Finding creative ways to secure more space, or faking a more spacious feeling, is one of the main reasons clients decide to renovate. We at hear it so commonly in our initial consultation, “we don’t have enough space.” Occasionally, we find that to be true. Yes, you read that correctly: Occasionally. Sometimes, the space does require moving or opening walls. Often times reorganization and using our design tricks can create the feeling you’re looking to achieve. Take a look below for our five tried-and-true tips to make your kitchen feel more spacious.


White cabinets often make the space feel more spacious, simply because it is a light color that doesn’t register as prominent as darker colors.  That not to say a painted white finish is your only choice, many low texture light wood grain stains would give the same effect.  Light stained wood are starting to reappear in many new designs, especially if you appreciate a more modern space.  The emphasis here is to not create a lot of texture or visual noise with the cabinets, the most prevalent thing in the room.  White/Light colored cabinets create a seamless and airy effect.

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Since some of our most balanced spaces exist with a centralized focal point, number two is an important consideration in a small space.  In the featured kitchen, showcased in the video, we created a beautiful and tall focal point in the center of the space which allows your eye a natural place to settle.  The surrounding interior windows provide breathability and balance.   This instant understanding of the space accentuates the spacious feeling.



Although adding contrast is one of our favorite ways to create drama in a room, sometimes going monochromatic with your palette can add a sophistication and a seamlessness that your small space requires.  As shown, this kitchen (above), registers as three even solidified planes meeting.  The slight variation in color and texture between the cabinetry, countertop, backsplash and paint don’t interrupt the eye. We have also aligned a grand entry with the centralized windows which showcase a beautiful garden view.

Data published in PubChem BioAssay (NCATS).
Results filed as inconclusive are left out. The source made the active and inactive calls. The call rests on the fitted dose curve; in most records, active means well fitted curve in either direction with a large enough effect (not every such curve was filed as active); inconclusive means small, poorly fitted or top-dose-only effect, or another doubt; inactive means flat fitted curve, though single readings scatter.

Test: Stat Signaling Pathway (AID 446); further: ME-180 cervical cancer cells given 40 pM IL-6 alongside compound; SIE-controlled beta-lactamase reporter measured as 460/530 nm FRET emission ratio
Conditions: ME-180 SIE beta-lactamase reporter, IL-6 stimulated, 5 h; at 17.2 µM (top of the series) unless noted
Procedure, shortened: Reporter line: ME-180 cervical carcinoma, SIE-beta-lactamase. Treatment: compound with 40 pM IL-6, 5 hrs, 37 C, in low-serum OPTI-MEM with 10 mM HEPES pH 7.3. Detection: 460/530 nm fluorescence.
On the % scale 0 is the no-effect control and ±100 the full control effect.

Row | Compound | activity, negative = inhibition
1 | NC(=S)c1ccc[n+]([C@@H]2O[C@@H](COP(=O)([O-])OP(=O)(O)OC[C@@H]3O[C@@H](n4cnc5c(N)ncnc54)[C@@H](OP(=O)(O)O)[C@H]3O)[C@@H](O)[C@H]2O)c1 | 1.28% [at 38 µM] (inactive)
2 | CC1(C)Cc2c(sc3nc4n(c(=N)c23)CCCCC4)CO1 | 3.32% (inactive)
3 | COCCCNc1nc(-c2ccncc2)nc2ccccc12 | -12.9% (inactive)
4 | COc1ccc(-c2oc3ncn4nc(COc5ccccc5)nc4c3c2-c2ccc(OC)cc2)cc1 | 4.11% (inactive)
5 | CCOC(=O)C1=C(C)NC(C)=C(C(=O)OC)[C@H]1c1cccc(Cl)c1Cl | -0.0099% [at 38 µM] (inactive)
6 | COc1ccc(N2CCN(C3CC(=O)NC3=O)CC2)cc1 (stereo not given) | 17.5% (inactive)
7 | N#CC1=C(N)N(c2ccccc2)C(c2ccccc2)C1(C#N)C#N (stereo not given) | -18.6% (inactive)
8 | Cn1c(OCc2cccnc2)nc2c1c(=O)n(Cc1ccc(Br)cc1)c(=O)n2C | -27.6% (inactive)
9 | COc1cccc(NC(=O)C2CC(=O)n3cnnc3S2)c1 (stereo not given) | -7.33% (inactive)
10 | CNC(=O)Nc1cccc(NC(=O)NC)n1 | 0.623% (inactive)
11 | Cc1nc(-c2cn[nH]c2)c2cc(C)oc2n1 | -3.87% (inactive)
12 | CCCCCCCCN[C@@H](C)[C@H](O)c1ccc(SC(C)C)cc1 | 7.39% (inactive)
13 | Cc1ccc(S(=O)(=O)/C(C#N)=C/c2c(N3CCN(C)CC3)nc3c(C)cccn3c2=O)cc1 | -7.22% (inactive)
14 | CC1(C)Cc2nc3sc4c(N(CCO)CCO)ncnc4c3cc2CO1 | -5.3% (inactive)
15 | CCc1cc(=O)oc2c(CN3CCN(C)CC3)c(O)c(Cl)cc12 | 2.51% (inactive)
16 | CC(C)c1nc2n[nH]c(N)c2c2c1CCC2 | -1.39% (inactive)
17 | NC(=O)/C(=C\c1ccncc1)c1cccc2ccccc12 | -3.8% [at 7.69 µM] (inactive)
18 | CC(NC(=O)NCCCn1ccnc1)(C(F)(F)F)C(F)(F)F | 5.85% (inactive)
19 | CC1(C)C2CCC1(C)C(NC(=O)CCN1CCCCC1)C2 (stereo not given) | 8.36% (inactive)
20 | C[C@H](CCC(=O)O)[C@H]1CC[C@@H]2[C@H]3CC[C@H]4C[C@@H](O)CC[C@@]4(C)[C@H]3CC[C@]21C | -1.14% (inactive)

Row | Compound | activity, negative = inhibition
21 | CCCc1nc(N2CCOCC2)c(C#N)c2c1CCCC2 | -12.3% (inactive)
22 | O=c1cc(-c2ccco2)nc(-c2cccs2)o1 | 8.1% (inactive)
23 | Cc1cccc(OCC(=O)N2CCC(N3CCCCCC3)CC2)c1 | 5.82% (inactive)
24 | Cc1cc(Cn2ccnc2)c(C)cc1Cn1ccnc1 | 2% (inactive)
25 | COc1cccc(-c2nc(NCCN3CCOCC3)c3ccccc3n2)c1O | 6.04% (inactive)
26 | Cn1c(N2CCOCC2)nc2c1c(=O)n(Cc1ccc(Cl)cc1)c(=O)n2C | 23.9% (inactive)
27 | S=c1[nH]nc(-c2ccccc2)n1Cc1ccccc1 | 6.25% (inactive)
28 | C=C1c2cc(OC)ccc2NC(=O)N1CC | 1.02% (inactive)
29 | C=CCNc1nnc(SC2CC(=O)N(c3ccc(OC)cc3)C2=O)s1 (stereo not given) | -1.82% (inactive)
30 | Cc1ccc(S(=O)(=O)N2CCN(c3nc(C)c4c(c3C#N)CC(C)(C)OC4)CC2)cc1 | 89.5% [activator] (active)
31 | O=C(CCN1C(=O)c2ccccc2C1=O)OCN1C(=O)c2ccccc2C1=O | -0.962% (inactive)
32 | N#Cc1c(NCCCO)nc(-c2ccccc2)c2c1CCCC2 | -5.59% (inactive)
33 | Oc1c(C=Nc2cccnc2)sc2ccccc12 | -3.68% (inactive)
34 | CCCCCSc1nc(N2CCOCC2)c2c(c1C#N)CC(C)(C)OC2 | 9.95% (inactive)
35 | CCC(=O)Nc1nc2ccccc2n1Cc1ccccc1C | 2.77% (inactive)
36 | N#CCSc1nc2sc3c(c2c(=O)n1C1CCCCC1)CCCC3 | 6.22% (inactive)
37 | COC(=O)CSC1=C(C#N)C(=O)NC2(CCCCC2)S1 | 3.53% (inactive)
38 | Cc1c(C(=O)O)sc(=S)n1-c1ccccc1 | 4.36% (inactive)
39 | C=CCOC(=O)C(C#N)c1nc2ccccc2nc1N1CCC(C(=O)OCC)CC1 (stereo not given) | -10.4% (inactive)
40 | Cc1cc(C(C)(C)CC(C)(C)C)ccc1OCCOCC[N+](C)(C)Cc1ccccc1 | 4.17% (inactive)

When designing smaller spaces, we sometimes leave about a 6-12” gap above the crown molding on the cabinet.  Especially in a narrow space, this visual break looks deliberate and helps to reinforce the idea that the cabinets are not towering over us.  


For functionality in a small space, the U shaped kitchen will supply the most usable counterspace.  If you need to cheat the space, try using a 21” or 18” deep base cabinet on one or either side(vs. The standard 24” deep) to create opportunities for storage, without sacrificing any necessary circulation space. 


Principle Designer/Co-Owner Visits Barcelona & Studies Antoni Gaudi

Principle Designer/Co-Owner Visits Barcelona & Studies Antoni Gaudi

After traveling to Barcelona to study the great Antoni Gaudi's work I fell in love. Barcelona is a very eclectic city to say the least. There is a mixture of modernity and traditionalism inter-weaved into almost every apparent element. Barcelona offers art, architecture, fine cuisine,  buzzing nightlife, a 100,000 seat soccer stadium, and even a beautiful sandy beach within minutes of the city's center. With such diversity and low cost flights, Barcelona has become one of Europe's most popular short break destinations.

As a lover of culture and a continual student of design, Barcelona served as a learning oasis. I was privileged to visit several of Antoni Gaudi's sites and spend countless hours in the halls of his attributed museums and exhibits. To just say Antoni Gaudi was a genius would be an understatement, the man was brilliantly delusional. CONTINUED...

An Exploration of the Wondrous Chestnut Hill: Water Tower

An Exploration of the Wondrous Chestnut Hill: Water Tower

After living on the cusp of Chestnut Hill for nearly two decades and designing/remodeling dozens of homes in the area, I decided to take a more studious look at the history, architecture, and industrial development of Chestnut Hill. Ironically I have traveled great distances (Italy, France, Spain, etc.) to study culture, art, and architecture, yet I've neglected to explore my very own backyard. An oversight that proved to be unwise considering I am now completely fascinated by Chestnut Hill!  This will be a 3 Part Post. This first post will focus on my exploration of the Water Tower.

My exploration started with a walking tour of the water tower and an overview of the industrial development of Chestnut Hill hosted by the Chestnut Hill Historical Society and led by Architect Jean McCoubrey.  CONTINUED...